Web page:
Slavic Soul Party! at Club Helsinki

What do you get when you combine jazz, gypsies, and greatness? Why, Slavic Soul Party!! (As enthusiastic as I am about the band, I did not add an extra exclamation — there are two because the band already has one in its name. This should be a clue as to how exciting Slavic Soul Party! is.) Having played at Club Helsinki when the venue was still in Great Barrington, MA, the band returned to play the venue in its new home of Hudson, NY last Friday night. Although they did not have an opening band, nor did they need one, kicking off the show spontaneously was not in fact the musicians of Slavic Soul Party! Rather, it was someone who accidentally broke a glass as the band took the stage, drawing cheers from the other audience members and the musicians alike as well as shouts of “Opa!” before the band began its night of entertainment. When the band did start to play, the brass and drums did so on-stage while the accordionist started at the back of the room winding his way to the front. Hearty from the first song, Slavic Soul Party! warned that they were warming us up slowly and this turned out to be surprisingly true as the intensity simply gathered in force throughout the night.

The members of Slavic Soul Party! are Peter Hess on alto sax and clarinet, Matt Musseslman on trombone, Timothy Vaughn on trombone, John Carlson on trumpet, Kenny Warren on trumpet, Ronald Caswell on tuba, Peter Stan  on accordion, Matt Moran on bass drum, and Chris Stromquist on snare drum. Although saxophone is technically a woodwind and Slavic Soul Party! also boasts a clarinetist, an accordionist, and two drummers, the brass instruments outnumber the others so for the purposes of this blog we’ll consider Slavic Soul Party! a brass band (as the musicians themselves do).


Slavic Soul Party’s music has a piercing intensity, and the energy the musicians exude is infectious. That energy spreads throughout the room just as the music does, and Slavic Soul Party’s show turned into one big festive dance party. I really didn’t think that Slavic Soul Party would motivate otherwise shy attendees to dance, but I underestimated the band’s power and there was a healthy crowd doing just that in front of the stage, particularly towards the end of the night. As for the band, throughout the entire show Matt danced, ran down off of the stage, got down on his knees, and jumped nimbly — especially considering the weight of his drum — back on-stage only to join the audience once more on another song. Then, to close the show the entire cast of Slavic Soul Party! joined the audience members in the (by that point densely populated) floor area in front of the stage and danced along with them, all the while continuing to churn out hypnotic and dizzying tunes.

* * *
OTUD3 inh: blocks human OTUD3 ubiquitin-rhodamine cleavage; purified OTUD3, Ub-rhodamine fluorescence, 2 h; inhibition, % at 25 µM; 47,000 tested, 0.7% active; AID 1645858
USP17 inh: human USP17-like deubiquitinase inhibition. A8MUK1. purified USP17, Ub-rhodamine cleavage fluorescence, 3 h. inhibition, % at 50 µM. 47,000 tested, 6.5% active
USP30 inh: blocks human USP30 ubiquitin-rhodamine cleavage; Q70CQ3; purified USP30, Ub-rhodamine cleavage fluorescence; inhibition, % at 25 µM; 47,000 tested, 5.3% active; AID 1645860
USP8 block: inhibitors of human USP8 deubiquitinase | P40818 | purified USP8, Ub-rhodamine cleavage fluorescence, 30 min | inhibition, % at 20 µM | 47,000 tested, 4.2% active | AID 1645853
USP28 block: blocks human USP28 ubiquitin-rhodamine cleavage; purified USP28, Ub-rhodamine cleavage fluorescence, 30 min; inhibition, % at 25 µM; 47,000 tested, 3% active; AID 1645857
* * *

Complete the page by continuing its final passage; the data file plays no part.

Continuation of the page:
The songs Slavic Soul Party! plays are rich, weighty, and possess incredible beauty. The musicians have intense passion for the music, and they stir it into a state of fervor. That’s how this kind of music was meant to be played but sadly isn’t always, and the band members approach their playing in a deeply humanistic way. The assorted instruments call with a voice mimicking that of a person’s speaking or wailing, and the melody lines are complex and compelling. While some of the songs are tense yet subdued, many others explode with vibrant force. Slavic Soul Party! has a contemporary edge and there are undertones or hip-hop as well as a heavier than traditional jazz influence in the band’s sound, but all these aspects blend and dissolve into the authentic Eastern European roots that run deep in the music. There’s nothing in the world quite as pleasing as a big, beautiful, Balkan brass band, nor is there one quite as spectacular as Slavic Soul Party!!! (note the two added exclamations this time).

Here are videos from the show: 

Baltika

Gajda

Seva

Romp

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